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Henry VI, Part 2 (Shakespeare, Pelican) [Kindle Edition]

William Shakespeare , A. R. Braunmuller , Stephen Orgel
5.0 out of 5 stars  See all reviews (3 customer reviews)

Print List Price: $8.00
Kindle Price: $5.99
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Sold by: Penguin Group (USA) LLC

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Book Description

"I feel that I have spent half my career with one or another Pelican Shakespeare in my back pocket. Convenience, however, is the least important aspect of the new Pelican Shakespeare series. Here is an elegant and clear text for either the study or the rehearsal room, notes where you need them and the distinguished scholarship of the general editors, Stephen Orgel and A. R. Braunmuller who understand that these are plays for performance as well as great texts for contemplation." (Patrick Stewart)

The distinguished Pelican Shakespeare series, which has sold more than four million copies, is now completely revised and repackaged.

Each volume features:
* Authoritative, reliable texts
* High quality introductions and notes
* New, more readable trade trim size
* An essay on the theatrical world of Shakespeare and essays on Shakespeare's life and the selection of texts

Editorial Reviews


"...not simply a better text but a new conception of Shakespeare. This is a major achievement of twentieth-century scholarship."--Times Literary Supplement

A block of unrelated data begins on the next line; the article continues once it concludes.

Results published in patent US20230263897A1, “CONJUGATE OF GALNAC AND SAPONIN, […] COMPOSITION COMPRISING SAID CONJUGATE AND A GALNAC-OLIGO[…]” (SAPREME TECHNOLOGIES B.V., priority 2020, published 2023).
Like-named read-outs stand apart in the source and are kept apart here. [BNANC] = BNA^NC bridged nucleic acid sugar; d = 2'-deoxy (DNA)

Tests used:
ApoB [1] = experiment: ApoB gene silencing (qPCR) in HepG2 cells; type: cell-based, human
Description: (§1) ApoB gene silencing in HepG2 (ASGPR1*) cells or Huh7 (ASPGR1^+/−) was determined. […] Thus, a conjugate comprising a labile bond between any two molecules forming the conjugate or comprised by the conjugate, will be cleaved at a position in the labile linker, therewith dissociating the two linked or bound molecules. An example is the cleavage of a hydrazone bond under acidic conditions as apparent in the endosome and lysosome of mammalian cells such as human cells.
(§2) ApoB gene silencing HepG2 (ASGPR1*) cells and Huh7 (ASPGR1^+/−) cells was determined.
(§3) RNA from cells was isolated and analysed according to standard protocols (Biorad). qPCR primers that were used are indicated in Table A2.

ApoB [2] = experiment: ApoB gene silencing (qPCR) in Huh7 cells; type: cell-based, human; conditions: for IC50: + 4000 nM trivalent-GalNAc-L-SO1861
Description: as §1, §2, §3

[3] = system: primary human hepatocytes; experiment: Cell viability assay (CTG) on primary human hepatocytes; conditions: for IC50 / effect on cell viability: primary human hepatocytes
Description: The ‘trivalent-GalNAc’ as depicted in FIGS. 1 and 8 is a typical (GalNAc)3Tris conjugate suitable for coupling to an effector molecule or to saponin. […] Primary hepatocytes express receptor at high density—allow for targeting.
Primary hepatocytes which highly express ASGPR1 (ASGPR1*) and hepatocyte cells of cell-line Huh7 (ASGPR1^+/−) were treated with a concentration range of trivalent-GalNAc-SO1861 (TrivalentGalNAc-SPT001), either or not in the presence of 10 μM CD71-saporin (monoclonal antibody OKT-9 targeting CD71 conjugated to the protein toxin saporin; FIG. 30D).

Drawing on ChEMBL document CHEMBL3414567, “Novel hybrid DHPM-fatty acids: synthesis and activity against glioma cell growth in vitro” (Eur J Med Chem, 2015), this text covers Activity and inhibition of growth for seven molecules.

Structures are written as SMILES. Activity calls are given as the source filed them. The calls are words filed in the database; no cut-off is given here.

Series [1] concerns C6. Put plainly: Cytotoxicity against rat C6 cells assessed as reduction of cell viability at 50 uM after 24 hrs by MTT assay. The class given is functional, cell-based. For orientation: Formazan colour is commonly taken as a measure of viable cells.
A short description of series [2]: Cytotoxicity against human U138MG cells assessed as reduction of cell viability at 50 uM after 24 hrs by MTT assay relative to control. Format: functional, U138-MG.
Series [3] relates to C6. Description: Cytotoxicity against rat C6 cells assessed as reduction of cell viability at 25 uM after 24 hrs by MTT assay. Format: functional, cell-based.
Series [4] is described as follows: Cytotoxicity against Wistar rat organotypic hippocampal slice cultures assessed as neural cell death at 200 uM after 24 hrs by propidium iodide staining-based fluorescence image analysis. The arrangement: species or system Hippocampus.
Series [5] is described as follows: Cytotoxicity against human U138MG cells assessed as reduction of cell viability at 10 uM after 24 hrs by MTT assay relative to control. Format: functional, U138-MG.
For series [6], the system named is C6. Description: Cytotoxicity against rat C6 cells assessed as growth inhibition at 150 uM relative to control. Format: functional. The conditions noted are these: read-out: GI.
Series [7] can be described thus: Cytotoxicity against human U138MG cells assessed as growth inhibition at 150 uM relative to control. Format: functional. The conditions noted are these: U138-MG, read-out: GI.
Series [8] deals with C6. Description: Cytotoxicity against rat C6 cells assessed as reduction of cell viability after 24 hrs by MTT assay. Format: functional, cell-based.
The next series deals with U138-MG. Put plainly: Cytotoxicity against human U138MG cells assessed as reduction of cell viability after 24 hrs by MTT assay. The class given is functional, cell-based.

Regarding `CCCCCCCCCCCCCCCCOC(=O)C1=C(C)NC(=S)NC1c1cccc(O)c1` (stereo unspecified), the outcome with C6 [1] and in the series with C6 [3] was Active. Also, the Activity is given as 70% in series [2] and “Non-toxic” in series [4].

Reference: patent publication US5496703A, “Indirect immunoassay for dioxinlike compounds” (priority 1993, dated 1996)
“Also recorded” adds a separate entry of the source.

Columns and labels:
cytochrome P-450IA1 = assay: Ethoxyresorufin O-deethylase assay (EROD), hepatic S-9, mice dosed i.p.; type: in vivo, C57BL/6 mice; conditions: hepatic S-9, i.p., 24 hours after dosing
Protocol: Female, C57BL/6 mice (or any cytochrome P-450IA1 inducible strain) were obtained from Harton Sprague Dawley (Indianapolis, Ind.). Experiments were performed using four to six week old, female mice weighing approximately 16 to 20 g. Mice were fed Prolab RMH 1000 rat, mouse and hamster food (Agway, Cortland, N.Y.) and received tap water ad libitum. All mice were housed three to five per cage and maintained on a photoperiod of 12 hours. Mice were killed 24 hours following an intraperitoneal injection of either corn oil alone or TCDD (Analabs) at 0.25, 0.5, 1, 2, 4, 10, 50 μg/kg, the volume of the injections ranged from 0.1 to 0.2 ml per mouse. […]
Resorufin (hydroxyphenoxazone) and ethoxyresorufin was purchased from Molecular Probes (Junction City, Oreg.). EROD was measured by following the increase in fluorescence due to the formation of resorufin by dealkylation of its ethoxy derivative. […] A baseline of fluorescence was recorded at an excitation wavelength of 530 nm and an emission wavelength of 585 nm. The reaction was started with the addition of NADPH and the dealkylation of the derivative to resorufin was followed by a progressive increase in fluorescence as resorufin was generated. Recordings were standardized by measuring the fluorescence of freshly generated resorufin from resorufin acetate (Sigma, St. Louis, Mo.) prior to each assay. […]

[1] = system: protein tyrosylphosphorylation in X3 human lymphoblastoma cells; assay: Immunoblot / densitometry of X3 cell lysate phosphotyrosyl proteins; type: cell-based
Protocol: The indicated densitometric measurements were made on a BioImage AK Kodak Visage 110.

"...not simply a better text but a new conception of Shakespeare. This is a major achievement of twentieth-century scholarship."--Times Literary Supplement

Product Details

  • File Size: 568 KB
  • Print Length: 192 pages
  • Publisher: Penguin Classics (December 1, 2000)
  • Sold by: Penguin Group (USA) LLC
  • Language: English
  • Text-to-Speech: Enabled
  • X-Ray:
  • Word Wise: Not Enabled
  • Lending: Not Enabled
  • Amazon Best Sellers Rank: #1,625,478 Paid in Kindle Store (See Top 100 Paid in Kindle Store)
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1 of 1 people found the following review helpful
5.0 out of 5 stars Shakespeare doesn't explain, he shows May 23, 2012
With The First Part of Henry the Sixth Shakespeare comes into his own and displays the full mastery of his talents.